The egg experiment

The egg experiment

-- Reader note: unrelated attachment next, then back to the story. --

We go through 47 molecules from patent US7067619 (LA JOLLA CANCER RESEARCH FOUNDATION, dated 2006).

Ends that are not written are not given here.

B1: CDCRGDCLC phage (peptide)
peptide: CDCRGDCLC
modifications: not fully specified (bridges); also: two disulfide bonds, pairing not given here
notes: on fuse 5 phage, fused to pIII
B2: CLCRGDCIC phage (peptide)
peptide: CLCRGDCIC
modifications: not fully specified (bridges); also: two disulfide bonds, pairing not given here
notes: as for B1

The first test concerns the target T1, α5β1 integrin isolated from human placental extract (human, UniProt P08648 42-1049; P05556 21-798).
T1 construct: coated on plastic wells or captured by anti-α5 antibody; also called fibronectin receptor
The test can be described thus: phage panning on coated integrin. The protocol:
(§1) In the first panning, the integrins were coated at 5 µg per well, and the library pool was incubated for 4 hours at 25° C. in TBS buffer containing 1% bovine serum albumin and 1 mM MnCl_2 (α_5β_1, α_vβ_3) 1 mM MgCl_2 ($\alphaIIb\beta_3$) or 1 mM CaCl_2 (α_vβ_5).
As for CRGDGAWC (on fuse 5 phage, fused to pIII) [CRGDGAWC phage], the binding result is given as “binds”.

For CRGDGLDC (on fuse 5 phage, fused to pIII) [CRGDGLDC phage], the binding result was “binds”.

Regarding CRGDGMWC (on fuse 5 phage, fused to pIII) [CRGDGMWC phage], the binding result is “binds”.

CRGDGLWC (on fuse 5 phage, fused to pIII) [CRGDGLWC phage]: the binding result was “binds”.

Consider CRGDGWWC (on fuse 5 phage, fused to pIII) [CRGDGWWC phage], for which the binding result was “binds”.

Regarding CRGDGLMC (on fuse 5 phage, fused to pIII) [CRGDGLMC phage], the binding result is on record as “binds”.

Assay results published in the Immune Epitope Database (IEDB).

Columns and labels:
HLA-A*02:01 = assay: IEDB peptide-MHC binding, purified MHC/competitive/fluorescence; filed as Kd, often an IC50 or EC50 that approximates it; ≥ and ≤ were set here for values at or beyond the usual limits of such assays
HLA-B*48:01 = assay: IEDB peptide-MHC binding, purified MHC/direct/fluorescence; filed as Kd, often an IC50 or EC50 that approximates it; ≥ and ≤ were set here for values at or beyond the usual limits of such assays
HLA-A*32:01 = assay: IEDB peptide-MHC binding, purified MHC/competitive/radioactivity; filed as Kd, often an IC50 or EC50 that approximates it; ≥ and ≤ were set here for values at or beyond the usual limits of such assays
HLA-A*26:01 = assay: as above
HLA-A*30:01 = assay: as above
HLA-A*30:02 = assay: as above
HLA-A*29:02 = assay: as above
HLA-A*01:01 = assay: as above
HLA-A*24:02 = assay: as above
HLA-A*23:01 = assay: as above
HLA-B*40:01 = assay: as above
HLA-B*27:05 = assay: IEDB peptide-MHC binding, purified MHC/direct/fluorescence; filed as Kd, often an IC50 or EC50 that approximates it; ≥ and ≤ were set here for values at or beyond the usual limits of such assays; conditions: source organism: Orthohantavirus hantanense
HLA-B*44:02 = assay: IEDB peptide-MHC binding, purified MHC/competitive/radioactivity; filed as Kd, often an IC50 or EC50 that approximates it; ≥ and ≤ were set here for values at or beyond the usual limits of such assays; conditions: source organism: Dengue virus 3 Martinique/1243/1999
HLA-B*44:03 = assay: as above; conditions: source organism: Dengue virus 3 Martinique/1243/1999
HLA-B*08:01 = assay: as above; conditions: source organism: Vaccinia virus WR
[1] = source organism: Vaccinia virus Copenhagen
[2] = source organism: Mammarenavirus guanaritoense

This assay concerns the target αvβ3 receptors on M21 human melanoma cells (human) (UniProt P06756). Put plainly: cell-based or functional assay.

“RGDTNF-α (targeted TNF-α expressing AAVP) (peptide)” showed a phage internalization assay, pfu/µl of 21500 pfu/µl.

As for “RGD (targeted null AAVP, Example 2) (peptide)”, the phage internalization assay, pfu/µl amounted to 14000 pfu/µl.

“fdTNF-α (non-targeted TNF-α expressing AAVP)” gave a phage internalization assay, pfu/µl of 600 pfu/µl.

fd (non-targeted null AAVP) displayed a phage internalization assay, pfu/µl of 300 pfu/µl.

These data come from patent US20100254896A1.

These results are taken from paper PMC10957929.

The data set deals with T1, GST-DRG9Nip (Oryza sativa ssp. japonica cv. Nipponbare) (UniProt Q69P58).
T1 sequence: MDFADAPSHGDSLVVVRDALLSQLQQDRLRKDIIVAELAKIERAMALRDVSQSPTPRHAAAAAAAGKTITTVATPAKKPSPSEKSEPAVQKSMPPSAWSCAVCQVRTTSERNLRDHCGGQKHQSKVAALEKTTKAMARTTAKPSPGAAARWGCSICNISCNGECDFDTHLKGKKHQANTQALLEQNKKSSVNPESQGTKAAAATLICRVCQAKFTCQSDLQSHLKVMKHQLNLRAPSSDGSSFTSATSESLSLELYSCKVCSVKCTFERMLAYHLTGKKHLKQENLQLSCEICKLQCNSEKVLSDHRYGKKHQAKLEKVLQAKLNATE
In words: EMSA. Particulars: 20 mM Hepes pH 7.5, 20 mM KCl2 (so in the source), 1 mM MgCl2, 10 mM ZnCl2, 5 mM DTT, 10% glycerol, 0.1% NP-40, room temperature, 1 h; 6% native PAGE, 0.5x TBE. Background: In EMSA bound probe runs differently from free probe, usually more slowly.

I was the youngest member of the family, and Nona (my paternal grandmother, see photo) often looked after me while the rest of the family was occupied. I learned a lot from her self-sufficiency and simple methods, and still apply many of them, such as sun-drying fruit and a number of her recipes and methods for preparing food. One such was the traditional way of preparing olives, since they cannot be eaten as picked from the tree, being far too bitter and hard. To make them edible, Nona would first discard any damaged or stained olives, and after washing them well, she placed them in a container of water, which would be changed every few days for about a week, to draw out the bitterness. Then, after moving the olives to a ceramic vase, she would add the salt in stages. This was a delicate process, calling for my Nona’s trained eye to gauge the right amount of salt, but to judge when the salt content was just right, a more sophisticated test was needed, in the shape of the “egg experiment.” Nona would place a fresh, raw egg in the vase of olives and saline. If the egg sank, more salt was necessary; if it floated, then the saline balance was just right, and it was time to add oregano, lemon slices, a few cloves of garlic, and top the mixture up with olive oil so as to guard against spoiling. Naturally relatives and neighbours were called upon to sample the fresh batch of olives, and Nona was always happy to share her home-made goods.

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